Out of Bounds

Even by the low fashion standards of the golf course, the shirts worn by Americans in the Ryder Cup were way out there.

September 28, 1999|By Kevin Cowherd | Kevin Cowherd,SUN STAFF

Let's face it: Golf has always been the place where fashion goes to die.

For too many, the game evokes disturbing images of a tubby Jack Nicklaus decked out in a canary-yellow polo shirt, white belt and red madras slacks, or Hale Irwin holing a putt in checked bell-bottoms and a shaggy, salmon-colored sweater, the golf equivalent of Sonny Bono's bobcat vests.

Look, if you win the Masters, the game's most prestigious tournament, they hand you a green jacket that looks like someone ripped the drapes off the wall at a Knights of Columbus hall, lugged them over to a sewing machine and yelled: "You're a 44 regular, right?"

But a new low might have been reached Sunday.

Did you get a load of the shirts worn by the U.S. Ryder Cup team?

Yesterday, around breakfast nooks in countless homes and around the coffee machine in countless offices throughout this great nation, much of the talk was of the stirring U.S. victory over the Europeans in the Ryder Cup matches in Brookline, Mass., this past weekend.

But many TV viewers were still reeling from the fashion horror show put on by the U.S. team.

For those who missed it, after two days of looking relatively snazzy in bluish-gray striped polo shirts, the American players arrived for their Sunday matches decked out in loud maroon shirts trimmed in brown with -- here's where it gets ugly -- photographs of previous American Ryder Cup teams plastered all over them.

They looked like bad Hawaiian shirts.

The kind you'd wear to your first luau.

When Justin Leonard rolled in his stunning 45-foot birdie putt that broke the Europeans' hearts, you kept waiting for someone to start pouring a pitcher of mai-tais and slap a pig on a spit.

In any event, the shirts had both ardent and casual golf fans buzzing yesterday. Reaction from the national media was, as usual, swift and merciless.

From the Los Angeles Times: "Those U.S. picture shirts: Looked like pajamas, guess that's why players were so comfortable. Who gets that marketing deal? Kodak?"

From the Toronto Star: "The joy of winning and the agony of losing. The beauty of watching the electric Sergio Garcia bounce around, the pure ugliness of those American Ryder Cup shirts."

So even as the euphoria of the American win wafted everywhere, many in the media were consumed by a new mission -- tracking down who was to blame for those ugly shirts. Exactly who do we nail to the wall for this one?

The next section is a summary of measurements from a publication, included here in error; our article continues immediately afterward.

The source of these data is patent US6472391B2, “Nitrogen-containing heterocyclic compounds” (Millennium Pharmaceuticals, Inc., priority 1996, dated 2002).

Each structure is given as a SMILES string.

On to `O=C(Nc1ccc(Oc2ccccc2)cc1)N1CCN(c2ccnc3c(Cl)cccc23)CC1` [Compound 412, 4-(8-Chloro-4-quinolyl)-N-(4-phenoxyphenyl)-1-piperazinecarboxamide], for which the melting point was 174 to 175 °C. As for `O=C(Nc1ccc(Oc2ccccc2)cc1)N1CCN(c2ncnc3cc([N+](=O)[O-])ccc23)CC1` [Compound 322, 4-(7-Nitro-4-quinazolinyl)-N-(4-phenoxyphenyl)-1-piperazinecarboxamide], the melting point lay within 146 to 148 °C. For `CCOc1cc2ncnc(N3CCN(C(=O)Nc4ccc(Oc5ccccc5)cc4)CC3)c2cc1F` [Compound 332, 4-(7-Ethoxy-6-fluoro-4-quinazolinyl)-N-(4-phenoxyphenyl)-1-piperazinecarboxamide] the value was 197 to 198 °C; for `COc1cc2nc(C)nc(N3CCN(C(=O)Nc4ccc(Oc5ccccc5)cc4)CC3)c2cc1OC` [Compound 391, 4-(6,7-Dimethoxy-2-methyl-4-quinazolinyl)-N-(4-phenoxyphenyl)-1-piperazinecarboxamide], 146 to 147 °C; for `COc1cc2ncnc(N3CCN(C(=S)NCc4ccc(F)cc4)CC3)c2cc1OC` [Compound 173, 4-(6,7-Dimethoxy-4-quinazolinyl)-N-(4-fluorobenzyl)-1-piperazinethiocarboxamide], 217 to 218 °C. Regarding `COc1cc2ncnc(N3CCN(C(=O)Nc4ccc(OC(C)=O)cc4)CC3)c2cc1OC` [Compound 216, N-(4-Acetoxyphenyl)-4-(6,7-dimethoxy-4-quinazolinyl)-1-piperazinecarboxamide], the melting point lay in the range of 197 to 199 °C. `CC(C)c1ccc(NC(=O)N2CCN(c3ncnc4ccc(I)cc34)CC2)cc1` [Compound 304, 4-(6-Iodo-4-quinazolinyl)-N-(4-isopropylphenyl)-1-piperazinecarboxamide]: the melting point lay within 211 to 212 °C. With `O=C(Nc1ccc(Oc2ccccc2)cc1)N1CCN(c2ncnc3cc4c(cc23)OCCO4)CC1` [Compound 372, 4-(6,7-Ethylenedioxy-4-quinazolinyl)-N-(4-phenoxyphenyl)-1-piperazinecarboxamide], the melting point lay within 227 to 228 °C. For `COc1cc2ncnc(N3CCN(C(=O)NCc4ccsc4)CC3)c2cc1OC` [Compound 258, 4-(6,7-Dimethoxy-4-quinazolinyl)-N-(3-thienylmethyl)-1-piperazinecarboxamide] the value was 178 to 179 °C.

According to PGA of America, the governing body that oversees the Ryder Cup matches, the shirts were designed by a clothing firm affiliated with U.S. team captain Ben Crenshaw, with major input from Crenshaw himself.

But during a phone call to PGA of America headquarters, a spokeswoman said she thought the shirts actually had been designed by Crenshaw's wife, Julie.

Whether it was the golfer or his wife who was at fault could not be determined yesterday. A phone call to Scott Sayres, the agent who represents Crenshaw, was not returned.

What saddened many who saw Sunday's loud fashion don't was that golf clothing has come so far since the days when polo shirts with wide lapels, hairy sweaters and madras and polyester pants were the rule on the tour.

Tiger Woods' line of apparel is lauded by fashion critics and is hugely popular with young golf fans, while the stylish clothing bearing Greg Norman's "Shark" logo is coveted by many middle-aged golfers.

In fact, at the golf shop at The Country Club in Brookline, site of the Ryder Cup matches, fans were snapping up expensive golf togs in a shopping frenzy this weekend. The Boston Globe cited one source as saying the shop was selling about 1,000 shirts every 2 1/2 hours.

(Fortunately, none of them were the hideous togs the U.S team was wearing. Apparently -- thank God -- those aren't in stores yet.)

Golf fashion has improved markedly in recent years because "more `design-type people' are getting involved," says Edward Steinberg, president of JS Edwards Ltd., an upscale men's clothing store in Pikesville.

"The golf population has demanded better quality and looks," he says. "And there are some good looks out there."

But the U.S. Ryder Cup shirts, which will be known as the luau shirts from this day forward, would not be among them.

"I personally did not find the shirts hideous," Steinberg said diplomatically. "Although I've seen a lot of other [golf] shirts that were a lot more handsome, let's put it that way."

Or let's put it this way: Big win Sunday, but ugly, ugly shirts.

Baltimore Sun Articles
|
|
|
Please note the green-lined linked article text has been applied commercially without any involvement from our newsroom editors, reporters or any other editorial staff.